In its latest World Economic Outlook, the International Monetary Fund (IMF) calls what is now happening, the "Great Lockdown". I prefer the "Great Shutdown": This phrase captures the reality that the global economy would be collapsing even if policymakers were not imposing lockdowns and might stay in collapse after lockdowns end.
Yet, whatever we call it, this is clear: It is much the biggest crisis the world has confronted since World War II and the biggest economic disaster since the Depression of the 1930s.
The world has come into this moment with divisions among its great powers and incompetence at the highest levels of government of terrifying proportions. We will pass through this, but into what?
As recently as January, the IMF had no idea of what was about to hit, partly because Chinese officials had failed to inform one another, let alone the rest of the world. Now we are in the middle of a pandemic with vast consequences. But much remains unclear. One important uncertainty is how myopic leaders will respond to this global threat.
For what any forecast is worth, the IMF now suggests that global output per head will contract by 4.2 per cent this year, vastly more than the 1.6 per cent recorded in 2009, during the global financial crisis.
Ninety per cent of all countries will experience negative growth in real gross domestic product (GDP) per head this year, against 62 per cent in 2009, when China's robust expansion helped cushion the blow.
In January, the IMF forecast smooth growth this year. It now forecasts a plunge of 12 per cent between the last quarter of last year and the second quarter of this year in advanced economies and a fall of 5 per cent in emerging and developing countries.
But, optimistically, the second quarter is forecast to be the nadir. Thereafter, it expects a recovery, though output in advanced economies is forecast to remain below fourth-quarter 2019 levels until 2022.
This "baseline" assumes economic reopening in the second half of this year. If so, the IMF forecasts a 3 per cent global contraction this year, followed by a 5.8 per cent expansion next year. In advanced economies, the forecast is of a 6.1 per cent contraction this year, followed by a 4.5 per cent expansion next year. All this may prove too optimistic.
The IMF offers three sobering alternative scenarios.
In the first, lockdowns last 50 per cent longer than in the baseline. In the second, there is a second wave of the virus next year. In the third, these elements are combined.
Under longer lockdowns this year, global output is 3 per cent lower this year than in the baseline.
With a second wave of infections, global output would be 5 per cent below the baseline next year. With both misfortunes, global output would be almost 8 per cent below the baseline next year.
Under the latter possibility, government spending in advanced economies would be 10 percentage points higher relative to GDP next year and government debt 20 percentage points higher in the medium term than in the already unfavourable baseline.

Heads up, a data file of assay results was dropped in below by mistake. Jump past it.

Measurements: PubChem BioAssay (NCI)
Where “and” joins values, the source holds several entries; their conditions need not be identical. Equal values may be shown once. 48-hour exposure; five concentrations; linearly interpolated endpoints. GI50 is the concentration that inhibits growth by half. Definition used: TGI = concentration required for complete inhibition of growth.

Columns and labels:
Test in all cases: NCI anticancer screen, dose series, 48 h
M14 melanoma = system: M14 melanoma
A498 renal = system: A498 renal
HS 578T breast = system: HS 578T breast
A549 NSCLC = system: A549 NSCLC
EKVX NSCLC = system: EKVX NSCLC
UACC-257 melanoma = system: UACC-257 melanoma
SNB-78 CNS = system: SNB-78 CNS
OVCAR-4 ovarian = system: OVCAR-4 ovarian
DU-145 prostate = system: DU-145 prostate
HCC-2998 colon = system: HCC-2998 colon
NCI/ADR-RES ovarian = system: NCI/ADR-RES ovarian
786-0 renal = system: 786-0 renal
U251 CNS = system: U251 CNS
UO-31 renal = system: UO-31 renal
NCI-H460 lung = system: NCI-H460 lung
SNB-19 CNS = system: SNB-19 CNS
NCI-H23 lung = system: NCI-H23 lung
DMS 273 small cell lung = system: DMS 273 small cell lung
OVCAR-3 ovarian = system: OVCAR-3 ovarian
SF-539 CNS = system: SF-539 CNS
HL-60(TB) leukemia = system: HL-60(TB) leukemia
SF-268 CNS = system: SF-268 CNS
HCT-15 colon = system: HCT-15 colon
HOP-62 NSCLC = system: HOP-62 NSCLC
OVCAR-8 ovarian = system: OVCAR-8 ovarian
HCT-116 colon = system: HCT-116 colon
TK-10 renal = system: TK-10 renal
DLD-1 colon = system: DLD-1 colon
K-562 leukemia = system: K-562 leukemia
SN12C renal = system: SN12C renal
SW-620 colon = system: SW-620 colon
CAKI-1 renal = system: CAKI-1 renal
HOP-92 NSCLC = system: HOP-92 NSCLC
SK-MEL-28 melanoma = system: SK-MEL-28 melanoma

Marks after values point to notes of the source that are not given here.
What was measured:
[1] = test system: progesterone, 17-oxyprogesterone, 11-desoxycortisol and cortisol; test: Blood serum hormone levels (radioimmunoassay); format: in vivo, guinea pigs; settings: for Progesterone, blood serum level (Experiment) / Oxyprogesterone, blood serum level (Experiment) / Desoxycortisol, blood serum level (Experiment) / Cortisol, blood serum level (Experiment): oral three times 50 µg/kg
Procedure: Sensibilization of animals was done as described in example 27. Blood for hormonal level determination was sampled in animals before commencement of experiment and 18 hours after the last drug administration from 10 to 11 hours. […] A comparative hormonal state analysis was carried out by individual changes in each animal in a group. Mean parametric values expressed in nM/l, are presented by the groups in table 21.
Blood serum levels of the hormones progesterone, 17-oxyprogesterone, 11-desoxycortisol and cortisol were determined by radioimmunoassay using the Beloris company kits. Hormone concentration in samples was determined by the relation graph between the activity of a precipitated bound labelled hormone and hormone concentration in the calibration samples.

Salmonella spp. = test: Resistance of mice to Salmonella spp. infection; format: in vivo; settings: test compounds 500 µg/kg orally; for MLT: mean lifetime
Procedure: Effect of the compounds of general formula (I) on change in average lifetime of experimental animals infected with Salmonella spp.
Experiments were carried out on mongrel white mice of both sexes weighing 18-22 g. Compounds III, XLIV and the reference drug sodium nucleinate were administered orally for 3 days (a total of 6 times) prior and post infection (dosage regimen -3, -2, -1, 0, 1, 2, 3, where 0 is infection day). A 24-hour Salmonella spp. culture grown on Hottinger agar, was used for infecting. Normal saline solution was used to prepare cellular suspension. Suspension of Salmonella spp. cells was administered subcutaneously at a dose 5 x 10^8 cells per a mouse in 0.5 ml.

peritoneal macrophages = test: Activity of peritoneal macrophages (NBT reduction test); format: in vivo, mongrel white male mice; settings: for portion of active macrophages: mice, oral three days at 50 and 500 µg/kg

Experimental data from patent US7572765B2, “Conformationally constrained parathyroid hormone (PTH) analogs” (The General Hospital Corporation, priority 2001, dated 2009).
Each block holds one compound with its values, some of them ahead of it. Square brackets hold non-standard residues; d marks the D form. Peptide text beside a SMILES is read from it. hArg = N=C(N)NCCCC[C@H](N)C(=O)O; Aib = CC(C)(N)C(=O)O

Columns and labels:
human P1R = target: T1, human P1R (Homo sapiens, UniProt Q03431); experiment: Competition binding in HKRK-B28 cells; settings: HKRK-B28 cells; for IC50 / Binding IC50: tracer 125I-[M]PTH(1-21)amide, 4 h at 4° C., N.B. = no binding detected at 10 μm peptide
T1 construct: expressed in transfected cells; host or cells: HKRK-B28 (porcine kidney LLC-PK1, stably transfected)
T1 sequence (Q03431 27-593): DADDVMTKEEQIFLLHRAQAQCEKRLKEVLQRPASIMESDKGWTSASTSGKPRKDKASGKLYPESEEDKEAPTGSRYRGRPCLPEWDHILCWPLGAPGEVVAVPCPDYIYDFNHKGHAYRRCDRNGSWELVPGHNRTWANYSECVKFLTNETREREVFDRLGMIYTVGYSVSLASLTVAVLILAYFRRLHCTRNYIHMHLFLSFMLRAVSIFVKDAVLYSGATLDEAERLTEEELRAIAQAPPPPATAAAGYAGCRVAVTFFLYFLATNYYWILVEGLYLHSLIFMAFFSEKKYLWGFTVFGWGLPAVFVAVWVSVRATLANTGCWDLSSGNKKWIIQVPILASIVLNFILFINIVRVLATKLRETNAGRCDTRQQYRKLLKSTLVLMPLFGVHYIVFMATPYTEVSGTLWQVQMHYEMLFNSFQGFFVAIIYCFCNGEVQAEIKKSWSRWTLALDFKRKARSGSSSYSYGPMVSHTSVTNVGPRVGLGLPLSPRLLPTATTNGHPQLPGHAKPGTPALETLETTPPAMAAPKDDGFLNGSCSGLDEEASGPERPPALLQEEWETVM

We have no real idea which will prove most correct. It might be even worse: The virus might mutate; immunity for people who have had it might not last; and a vaccine might not be forthcoming. A microbe has overthrown all our arrogance.
What must we do to manage this disaster?
One answer is not to abandon the lockdowns before the death rate is brought under control. It will be impossible to reopen economies with a raging epidemic, increasing numbers of dead and pushing health systems into collapse.
Even if we were allowed to buy or go back to work, many would not do so. But it is essential to prepare for that day, by creating vastly enhanced capacities to test, trace, quarantine and treat people. No expense must now be spared on this, or on investment in creating, producing and using a new vaccine.
Above all, as the introductory essay to a report from the Peterson Institute for International Economics in Washington on the essential role of the Group of 20 leading countries states: "Put simply, in the Covid-19 pandemic, lack of international cooperation will mean that more people will die."
This is true in health policy and in ensuring an effective global economic response. Both the pandemic and the Great Shutdown are global events. Help with the health response is essential, as Professor Maurice Obstfeld, former IMF chief economist, stresses in the report. Yet so too is economic help for poorer countries, via debt relief, grants and cheap loans. A huge new issue of the IMF's special drawing rights, with transfer of unneeded allocations to poorer countries, is needed.
The negative-sum economic nationalism that has driven Mr Donald Trump throughout his term as United States president, and has even emerged within the European Union, is a serious danger.
We need trade to flow freely, especially (but not solely) in medical equipment and supplies. If the world economy is broken apart, as happened in response to the Depression, the recovery will be blighted, if not slain.
We do not know what the pandemic has in store or how the economy will respond. We do know what we must do to get through this terrifying upheaval with the least possible damage.
We must bring the disease under control. We must invest massively in systems for managing it after current lockdowns end. We must spend whatever is needed to protect both our people and our economic potential from the consequences. We must help the billions of people who live in countries that cannot help themselves unaided.
We must remember above all that in a pandemic, no country is an island. We do not know the future. But we do know how we should try to shape it. Will we? That is the question. I greatly fear our answer.